Tuning In [11]

Something about me that is a small superpower: I am keenly observant and intuitive when I want to be. When I’m not shutting it down and trying to hide from it. It gets very weird sometimes, which is why I tend to close down my field of awareness and operate in “tunnel vision” a lot.
What was it Ole Gravelpants said to me? “Stop tuning things out. You can’t afford it.”
I looked around and found a long log to sit down on, and thought for a second. I decided that either we were going to establish a healthy, secret-free relationship, or there could be no relationship here.
So rather than politely squelch what I was extrapolating from the Long Look between Albert and Grace, I took a chance.
Speaking in a rush, I said, “You two are much older than you look, aren’t you? I say that because you have the kind of wordless communication that only occurs between old married couples. And the fact that you’re exchanging one of those looks over my question about how you know all that stuff from the 1950s tells me that you have a secret that you’re afraid to share with me. And given the fact that the entire universe is slowly dissolving around me, I am going to apply Occam’s Razor here and assume that you two have been involved in all of this crap for a very long time. Also, your names are TOTALLY two centuries ago. And normally I wouldn’t say any of this out loud because I’m pretty sure Albert’s gonna shoot me for it, but Pebbles said something about ‘not tuning things out’, so… I’m just going with it. Because blatantly honest seems to me like the only way forward right now.”
As the words poured out of me, they began to look- then stare- at me and their eyes got increasingly larger the longer I went on.
There was a long silence, and I stared hard at the ground, feeling like an idiot or a delusional old bat. But, I told myself, everything is crazy right now, so… who cares?
Finally, Grace came over to sit next to me.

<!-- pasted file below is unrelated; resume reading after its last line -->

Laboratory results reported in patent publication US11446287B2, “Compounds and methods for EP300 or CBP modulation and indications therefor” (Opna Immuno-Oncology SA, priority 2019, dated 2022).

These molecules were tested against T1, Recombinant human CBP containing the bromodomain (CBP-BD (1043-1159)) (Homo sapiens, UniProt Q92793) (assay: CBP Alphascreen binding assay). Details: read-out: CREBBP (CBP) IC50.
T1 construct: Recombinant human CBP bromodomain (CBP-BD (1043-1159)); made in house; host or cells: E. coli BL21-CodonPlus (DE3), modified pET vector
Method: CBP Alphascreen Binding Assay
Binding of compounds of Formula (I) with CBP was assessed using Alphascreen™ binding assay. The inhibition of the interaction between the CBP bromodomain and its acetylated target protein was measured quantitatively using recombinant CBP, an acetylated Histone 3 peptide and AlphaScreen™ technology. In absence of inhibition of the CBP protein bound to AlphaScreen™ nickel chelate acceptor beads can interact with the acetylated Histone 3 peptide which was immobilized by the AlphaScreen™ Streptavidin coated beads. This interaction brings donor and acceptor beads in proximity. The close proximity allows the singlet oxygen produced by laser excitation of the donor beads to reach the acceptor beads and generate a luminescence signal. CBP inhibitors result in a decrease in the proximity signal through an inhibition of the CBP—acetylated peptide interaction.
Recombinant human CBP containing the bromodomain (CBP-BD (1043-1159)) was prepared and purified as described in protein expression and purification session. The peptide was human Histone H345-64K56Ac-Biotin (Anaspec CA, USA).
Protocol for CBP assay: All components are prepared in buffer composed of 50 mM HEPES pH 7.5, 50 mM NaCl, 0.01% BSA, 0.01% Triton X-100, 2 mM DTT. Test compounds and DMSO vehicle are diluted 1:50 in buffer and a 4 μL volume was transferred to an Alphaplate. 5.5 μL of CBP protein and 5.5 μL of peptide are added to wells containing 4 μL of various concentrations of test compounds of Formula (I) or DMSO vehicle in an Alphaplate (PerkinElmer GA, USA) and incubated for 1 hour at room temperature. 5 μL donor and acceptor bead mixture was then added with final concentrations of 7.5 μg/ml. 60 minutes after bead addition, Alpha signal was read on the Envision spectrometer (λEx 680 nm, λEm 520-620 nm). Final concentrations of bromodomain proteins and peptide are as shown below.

“You’re rather bright, aren’t you?” she asked, with a small laugh in her voice. I dared to look in her eye. There was a twinkle there, and smile creases at the corners.
Albert dropped his arms, gun dangling in the casual way cowboys in old westerns sometimes did, pointed his chin at the sky, let out an exasperated “GUFF”, and then stomped around in a small circle, shaking his head and rubbing the back of his neck.
“He doesn’t like it when I take in “strays””, she laughed, conspiratorially. “He dislikes complications.”
She leaned closer to me and took my arm and hugged it, the way grandmas will sometimes do with kids.
“I promise I’m housebroken,” I said to Albert. “Well, MOSTLY.”
He stopped, shot me a cross look, and then cracked up. We all laughed some more.
“Yes. Ok, yes. You’re right. We’re young compared to some of us, but we grew up in Kansas when there were only 25 states in the Union,” he said.
“WHAT?”
“Yes. I was born in 1855 near Shawnee Mission. Grace was born in 1857 near Lawrence.”
“The Civil War? The Lawrence…Massacre?”
Grace sighed, deeply, and let go of my arm. “Yes, I was just barely six years old when Quantrill came. Daddy was away with Colonel Montgomery. Mama and my brothers and I ran off into the corn field and hid. They burned our house, shot the cow, and took our horses. They killed the neighbor boys and their dad.”
Albert growled, “Bloody Bill. That pig.”
I tried to recover my dropped jaw, but I was completely stunned. “I’m… so sorry, Grace!”
She patted my hand on my leg. “It’s fine, dear. It was a longgg time ago.”
Albert smiled and the look between them now was loving. “And yet only a moment.”
I blushed and looked at the ground.

Published by goddesswest

I'm a painter and am writing something now. People keep asking me to put it together in an easier to access place, so here I am. Plan to get some of my artwork in here too, eventually.

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